Huawei MateBook reappears on Microsoft Store

Despite the US trade ban, the Chinese firm's laptop has been re-listed in the Microsoft store

Huawei MateBook X Pro on a desk

Microsoft has appeared to reverse its stance on the US ban on Huawei by re-listing the Chinese firms MateBook laptop range in its online store. However, the American tech giant has said it's simply clearing out stock.

Earlier this year, Huawei was placed on a trade blacklist by the US government, banning companies from supplying the Chinese telecoms giant with technology hardware and software.

Huawei's Matebook line of laptops vanished from the Microsoft online store without explanation in late May, shortly after the blacklist was announced. However, in mid-June, the Matebook range returned to the virtual shelves.

"We have been evaluating and will continue to respond to, the many business, technical and regulatory complexities stemming from the recent addition of Huawei to the U.S. Department of Commerce's Export Administration Regulations Entity List. As a result, we are resuming the sale of existing inventory of Huawei devices at Microsoft Store," a Microsoft spokesperson said in a public statement.

While Microsoft maintained that it's just selling off remaining stock, its been reported that a number of US-based companies, including chipmakers Intel and Qualcomm, have met with the US Commerce Department due to fears about the ramifications of the Huawei ban on their own revenues.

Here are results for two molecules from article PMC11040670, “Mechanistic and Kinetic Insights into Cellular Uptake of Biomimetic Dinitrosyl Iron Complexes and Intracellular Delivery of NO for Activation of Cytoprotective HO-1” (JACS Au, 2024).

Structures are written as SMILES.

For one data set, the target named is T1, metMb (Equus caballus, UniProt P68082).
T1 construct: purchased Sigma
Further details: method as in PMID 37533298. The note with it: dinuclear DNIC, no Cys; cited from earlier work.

According to anonymous speakers quoted in Reuters, these companies have been quietly lobbying the US government to rethink the parameters of the ban. The same is reported on the software side, where Google allegedly tried to make a case to the US government that it needs to be able to provide technology to Huawei for national security.

The main gist of the argument is that Huawei would be forced to fork Android into a 'hybrid' version which could present more of a security risk, according to The Finacial Times.

Unfortunately for Huawei, the ban is still in place and the company's founder and CEO Ren Zhengfei said on Monday that its revenue forecast for the next two years has fallen by $25 billion, likening the company to a badly damaged plane.

Ren said at a press conference at the company's headquarters that the firm's revenues will be around $100 billion for the next two years which is down $5 billion from its 2018 earnings and significantly lower than the original $125 billion forecasts for 2019.

Huawei is also preparing for a 40-60% reduction in international smartphone shipments, the first quantifiable indicator of the ban's effect on its phones, as Huawei attempts to re-market itself with shifting goals for domestic dominance, according to Bloomberg.

Featured Resources

Digital document processes in 2020: A spotlight on Western Europe

The shift from best practice to business necessity

Download now

Four security considerations for cloud migration

The good, the bad, and the ugly of cloud computing

Download now

VR leads the way in manufacturing

How VR is digitally transforming our world

Download now

Deeper than digital

Top-performing modern enterprises show why more perfect software is fundamental to success

Download now

Most Popular

The top 12 password-cracking techniques used by hackers
Security

The top 12 password-cracking techniques used by hackers

5 Oct 2020
Google blocked record-breaking 2.5Tbps DDoS attack in 2017
Security

Google blocked record-breaking 2.5Tbps DDoS attack in 2017

19 Oct 2020
What is a 502 bad gateway and how do you fix it?
web hosting

What is a 502 bad gateway and how do you fix it?

5 Oct 2020